Thursday, August 26, 2010
From time to time here on the land use prof blog we post a link to one of the ubiquitous "top" lists that various media outlets like to publish about America's top cities for business, living, etc. I see a lot of these because a trend in recent years has been for Texas cities to dominate these lists, at least when they are based on economics. Here's a related, but more depressing list: America's Ten Dead Cities, from the site 24/7 Wall Street. The cities:
(1) Buffalo; (2) Flint; (3) Hartford; (4) Cleveland; (5) New Orleans; (6) Detroit; (7) Albany; (8) Atlantic City; (9) Allentown; (10) Galveston.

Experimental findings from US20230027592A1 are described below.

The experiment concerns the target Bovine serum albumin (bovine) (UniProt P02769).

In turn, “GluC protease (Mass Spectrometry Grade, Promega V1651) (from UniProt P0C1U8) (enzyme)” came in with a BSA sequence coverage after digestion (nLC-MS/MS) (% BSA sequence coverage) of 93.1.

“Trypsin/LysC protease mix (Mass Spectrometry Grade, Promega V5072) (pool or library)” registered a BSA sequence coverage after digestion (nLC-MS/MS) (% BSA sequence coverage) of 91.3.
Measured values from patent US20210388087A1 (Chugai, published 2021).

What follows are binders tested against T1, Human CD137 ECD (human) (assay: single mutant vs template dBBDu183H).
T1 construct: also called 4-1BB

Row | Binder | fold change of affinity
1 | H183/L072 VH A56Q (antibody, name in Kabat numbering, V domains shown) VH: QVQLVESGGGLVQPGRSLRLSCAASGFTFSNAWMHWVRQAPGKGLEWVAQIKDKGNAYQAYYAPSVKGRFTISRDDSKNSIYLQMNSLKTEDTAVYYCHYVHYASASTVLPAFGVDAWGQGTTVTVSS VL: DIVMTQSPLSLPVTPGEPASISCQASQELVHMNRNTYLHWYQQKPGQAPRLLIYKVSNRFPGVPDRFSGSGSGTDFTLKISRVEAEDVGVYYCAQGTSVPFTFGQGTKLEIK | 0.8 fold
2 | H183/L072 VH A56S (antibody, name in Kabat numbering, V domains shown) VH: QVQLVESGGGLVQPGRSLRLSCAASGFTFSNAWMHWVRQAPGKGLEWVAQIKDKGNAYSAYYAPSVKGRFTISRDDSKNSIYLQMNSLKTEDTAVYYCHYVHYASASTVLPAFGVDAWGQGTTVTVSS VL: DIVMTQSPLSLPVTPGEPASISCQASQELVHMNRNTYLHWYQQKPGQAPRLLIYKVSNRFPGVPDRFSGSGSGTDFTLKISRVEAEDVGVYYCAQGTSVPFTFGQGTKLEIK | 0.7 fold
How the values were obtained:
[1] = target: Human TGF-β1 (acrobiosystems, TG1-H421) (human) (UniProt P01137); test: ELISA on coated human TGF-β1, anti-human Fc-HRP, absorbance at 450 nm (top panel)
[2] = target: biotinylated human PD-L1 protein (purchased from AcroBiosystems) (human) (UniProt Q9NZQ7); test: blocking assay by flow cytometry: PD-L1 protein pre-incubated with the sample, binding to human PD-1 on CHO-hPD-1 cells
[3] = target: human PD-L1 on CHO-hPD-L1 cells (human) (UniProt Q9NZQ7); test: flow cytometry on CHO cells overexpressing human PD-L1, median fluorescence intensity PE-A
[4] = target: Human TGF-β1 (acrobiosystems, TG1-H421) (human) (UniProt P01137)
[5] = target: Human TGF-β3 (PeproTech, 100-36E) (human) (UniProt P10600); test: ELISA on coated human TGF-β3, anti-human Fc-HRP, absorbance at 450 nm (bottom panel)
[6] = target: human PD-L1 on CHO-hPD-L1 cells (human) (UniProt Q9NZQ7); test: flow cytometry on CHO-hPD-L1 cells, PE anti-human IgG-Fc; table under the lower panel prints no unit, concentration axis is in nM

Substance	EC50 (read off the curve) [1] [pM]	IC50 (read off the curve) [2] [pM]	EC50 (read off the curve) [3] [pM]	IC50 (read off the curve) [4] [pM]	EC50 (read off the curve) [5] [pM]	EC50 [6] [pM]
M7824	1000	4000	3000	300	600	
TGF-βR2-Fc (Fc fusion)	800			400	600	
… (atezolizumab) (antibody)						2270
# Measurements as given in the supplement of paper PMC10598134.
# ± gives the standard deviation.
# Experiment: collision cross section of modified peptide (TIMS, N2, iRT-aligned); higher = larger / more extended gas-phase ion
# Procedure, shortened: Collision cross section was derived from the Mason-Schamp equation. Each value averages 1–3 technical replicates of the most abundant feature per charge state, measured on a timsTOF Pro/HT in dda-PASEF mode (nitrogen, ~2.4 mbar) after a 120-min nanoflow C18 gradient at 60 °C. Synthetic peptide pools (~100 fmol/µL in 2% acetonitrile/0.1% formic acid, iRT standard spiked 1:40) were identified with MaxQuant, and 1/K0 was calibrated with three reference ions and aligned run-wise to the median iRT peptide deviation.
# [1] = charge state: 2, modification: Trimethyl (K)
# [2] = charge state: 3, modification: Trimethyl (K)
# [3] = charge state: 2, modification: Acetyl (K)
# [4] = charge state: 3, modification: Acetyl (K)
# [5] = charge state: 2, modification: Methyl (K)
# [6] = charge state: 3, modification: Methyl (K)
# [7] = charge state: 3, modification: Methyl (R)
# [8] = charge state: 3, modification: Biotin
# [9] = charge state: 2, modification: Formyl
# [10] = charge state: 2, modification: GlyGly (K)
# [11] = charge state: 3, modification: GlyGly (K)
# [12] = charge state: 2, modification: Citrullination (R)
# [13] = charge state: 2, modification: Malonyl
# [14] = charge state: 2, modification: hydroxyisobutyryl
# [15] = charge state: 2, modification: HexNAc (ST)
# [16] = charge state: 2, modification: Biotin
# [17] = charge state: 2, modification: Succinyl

Read the story to get a sense of the narrative arcs of these once-prosperous cities fallen on harder times. Mostly, it won't surpise you. Other than the two Gulf Coast cities on the list (both of which (#5 & 10) I still visit regularly), they are mostly post-industrial Northeast or Great Lakes cities (including my birthplace (#8), my hometown (#7), and another place I lived as an adult (#4)). Of course, Billy Joel was already lamenting the decline of #9 back in 1982 (come to think of it, Bruce Springsteen told a pretty dark tale about #8 before that). It's interesting for us not only because of how much city economies have driven land use planning, but also because we need to consider the historical trajectory of these cities when considering policies to shape cities going forward.